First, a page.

Tech

Ex-WeWork CEO accused of gender discrimination, smoking pot in front of pregnant staffer

Key Points
  • Adam Neumann's former chief of staff is suing The We Company for allegedly sustaining a substantial gender pay gap, among other accusations.
  • The suit alleges Neumann asked the former employee about her plans to get pregnant during a 2013 job interview and repeatedly called her maternity leave a "vacation."
  • A spokesperson says, "WeWork intends to vigorously defend itself against this claim."
Adam Neumann, CEO of WeWork.
Eduardo Munoz | Reuters

Adam Neumann now faces a new legal challenge even after being ousted as CEO from WeWork.

Neumann's former chief of staff is suing The We Company for allegedly sustaining a substantial gender pay gap, smoking marijuana in front of her and discriminating against her and other women for becoming pregnant and taking maternity leave, among other allegations.

The complaint, which was filed Thursday, alleges that former WeWork employee Medina Bardhi received significantly lower pay than her male peers.

According to the lawsuit, a new male hire for the chief of staff position with the "same job scope and role" as Bardhi's "was offered an annual salary of $400,000 with a $175,000 signing bonus payable in January 2017, far more than double the annual salary of $150,000 that Ms. Bardhi was being paid in the same job."

Neumann also allegedly asked Bardhi about her plans to get married and become pregnant during her October 2013 interview, according to the lawsuit, and later referred to her maternity leave as a "vacation" on multiple occasions.

The complaint also alleges Bardhi was "forced" to tell her boss about her pregnancy "because she knew she had to explain why she could no longer accompany Mr. Neumann on business travel, particularly due to his penchant for bringing marijuana on chartered flights and smoking it throughout the flight while in the enclosed cabin." The suit alleges that Neuman smoked marijuana on a private flight in front of Bardhi a week before she told him she was pregnant.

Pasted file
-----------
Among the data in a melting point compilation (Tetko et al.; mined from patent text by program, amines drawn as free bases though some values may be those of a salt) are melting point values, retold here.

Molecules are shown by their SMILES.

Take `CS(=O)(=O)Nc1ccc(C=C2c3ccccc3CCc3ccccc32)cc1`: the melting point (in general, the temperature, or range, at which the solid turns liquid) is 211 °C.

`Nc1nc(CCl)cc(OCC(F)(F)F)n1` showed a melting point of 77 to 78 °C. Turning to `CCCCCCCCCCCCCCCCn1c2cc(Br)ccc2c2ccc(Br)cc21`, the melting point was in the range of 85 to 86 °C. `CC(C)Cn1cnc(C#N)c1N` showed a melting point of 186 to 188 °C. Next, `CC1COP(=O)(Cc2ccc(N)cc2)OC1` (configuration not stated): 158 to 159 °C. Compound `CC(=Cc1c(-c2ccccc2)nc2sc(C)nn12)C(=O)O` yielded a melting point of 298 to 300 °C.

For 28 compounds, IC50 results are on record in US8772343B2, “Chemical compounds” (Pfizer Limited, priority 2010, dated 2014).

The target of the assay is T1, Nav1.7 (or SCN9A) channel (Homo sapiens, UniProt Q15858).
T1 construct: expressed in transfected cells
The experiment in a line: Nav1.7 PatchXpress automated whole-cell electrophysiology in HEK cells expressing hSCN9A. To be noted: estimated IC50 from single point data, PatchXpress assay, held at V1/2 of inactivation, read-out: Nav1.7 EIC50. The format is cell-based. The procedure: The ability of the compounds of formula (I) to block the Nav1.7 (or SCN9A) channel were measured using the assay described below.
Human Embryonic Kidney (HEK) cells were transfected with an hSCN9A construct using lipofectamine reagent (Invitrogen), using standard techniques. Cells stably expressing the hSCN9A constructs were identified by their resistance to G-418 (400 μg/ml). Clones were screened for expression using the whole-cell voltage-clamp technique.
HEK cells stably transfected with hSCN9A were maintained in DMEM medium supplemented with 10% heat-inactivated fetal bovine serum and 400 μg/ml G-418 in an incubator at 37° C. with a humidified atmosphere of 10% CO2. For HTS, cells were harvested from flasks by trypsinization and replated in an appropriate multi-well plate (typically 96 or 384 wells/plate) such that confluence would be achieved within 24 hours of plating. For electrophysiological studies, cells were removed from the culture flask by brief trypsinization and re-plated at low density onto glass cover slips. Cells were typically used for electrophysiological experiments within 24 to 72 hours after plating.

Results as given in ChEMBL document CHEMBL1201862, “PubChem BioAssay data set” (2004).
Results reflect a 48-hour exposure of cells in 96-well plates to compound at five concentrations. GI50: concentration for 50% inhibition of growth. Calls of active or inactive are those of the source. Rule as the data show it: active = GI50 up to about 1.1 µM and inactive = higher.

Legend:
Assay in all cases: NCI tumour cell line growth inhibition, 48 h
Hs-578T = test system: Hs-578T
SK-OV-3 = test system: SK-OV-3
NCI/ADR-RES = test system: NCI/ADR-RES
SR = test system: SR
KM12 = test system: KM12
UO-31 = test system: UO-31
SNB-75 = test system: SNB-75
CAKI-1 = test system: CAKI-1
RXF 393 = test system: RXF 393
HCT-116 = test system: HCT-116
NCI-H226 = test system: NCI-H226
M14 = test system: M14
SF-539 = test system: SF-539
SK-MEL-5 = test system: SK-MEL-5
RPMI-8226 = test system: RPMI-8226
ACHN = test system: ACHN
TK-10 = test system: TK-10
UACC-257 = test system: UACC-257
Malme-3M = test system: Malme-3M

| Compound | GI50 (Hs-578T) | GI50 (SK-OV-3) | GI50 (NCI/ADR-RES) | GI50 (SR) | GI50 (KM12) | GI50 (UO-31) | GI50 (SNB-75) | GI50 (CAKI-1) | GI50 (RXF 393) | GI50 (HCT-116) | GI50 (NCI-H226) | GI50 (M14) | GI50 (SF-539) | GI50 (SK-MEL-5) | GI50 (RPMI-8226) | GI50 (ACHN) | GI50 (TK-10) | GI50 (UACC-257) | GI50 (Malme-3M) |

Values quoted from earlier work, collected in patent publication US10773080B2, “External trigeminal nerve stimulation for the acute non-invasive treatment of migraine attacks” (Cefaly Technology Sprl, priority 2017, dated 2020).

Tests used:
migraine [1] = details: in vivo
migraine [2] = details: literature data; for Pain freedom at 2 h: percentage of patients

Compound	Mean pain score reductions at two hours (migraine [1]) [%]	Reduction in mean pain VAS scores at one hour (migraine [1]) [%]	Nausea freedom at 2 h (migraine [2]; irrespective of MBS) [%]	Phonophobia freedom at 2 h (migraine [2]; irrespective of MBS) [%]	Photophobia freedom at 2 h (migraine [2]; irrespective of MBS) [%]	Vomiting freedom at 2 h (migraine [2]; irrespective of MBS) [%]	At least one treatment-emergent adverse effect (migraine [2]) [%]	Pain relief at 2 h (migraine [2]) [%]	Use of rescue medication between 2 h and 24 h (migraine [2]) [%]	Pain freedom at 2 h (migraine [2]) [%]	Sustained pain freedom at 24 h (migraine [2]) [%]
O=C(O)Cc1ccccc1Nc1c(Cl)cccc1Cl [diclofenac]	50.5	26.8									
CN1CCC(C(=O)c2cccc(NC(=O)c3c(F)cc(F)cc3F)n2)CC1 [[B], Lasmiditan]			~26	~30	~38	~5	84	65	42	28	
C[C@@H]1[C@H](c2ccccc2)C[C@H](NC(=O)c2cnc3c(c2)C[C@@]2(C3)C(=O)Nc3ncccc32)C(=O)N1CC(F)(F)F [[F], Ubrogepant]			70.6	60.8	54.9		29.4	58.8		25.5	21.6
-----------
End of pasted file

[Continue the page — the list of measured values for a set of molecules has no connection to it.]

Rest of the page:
A WeWork spokesperson said in a statement, "WeWork intends to vigorously defend itself against this claim. We have zero tolerance for discrimination of any kind. We are committed to moving the company forward and building a company and culture that our employees can be proud of."

WeWork has had a tumultuous few months since releasing its IPO prospectus in August, which revealed a net loss of more than $900 million for the first six months of the year on revenues of $1.54 billion. The prospectus was mocked by analysts for its flowery statements such as its mission "to elevate the world's consciousness."

Ultimately, WeWork halted its plans to go public amid the outcry over its losses and corporate governance. Analysts took issue with Neumann's unorthodox practices, including selling the "We" trademark to his own business for $5.9 million (which he later returned) and involving multiple family members in the business.

WeWork was valued at $47 billion in its last private funding round, but according to its new deal with SoftBank to take control of the business, WeWork is now valued between $7.5 billion and $8 billion on a prefunding basis. As part of that financing, Neumann will get up to $1.7 billion to walk away from the company. 

"It is astonishing that WeWork could reward Adam Neumann's blatant sexist behavior with a staggering and unprecedented golden parachute worth over a reported $1 Billion," said Douglas Wigdor, Bardhi's lawyer, in an emailed statement. He said his hope is that this complaint "will send a loud and clear message to WeWork and other startups that pregnant women cannot be forced out of their jobs, that women must be paid fairly and afforded equal opportunities, and that you cannot retaliate against any person who voices a complaint of discrimination."

— CNBC's Laura Batchelor contributed to this report.

WATCH: WeWork and ex-CEO Neumann accused of pregnancy discrimination

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WeWork and ex-CEO Neumann accused of pregnancy discrimination
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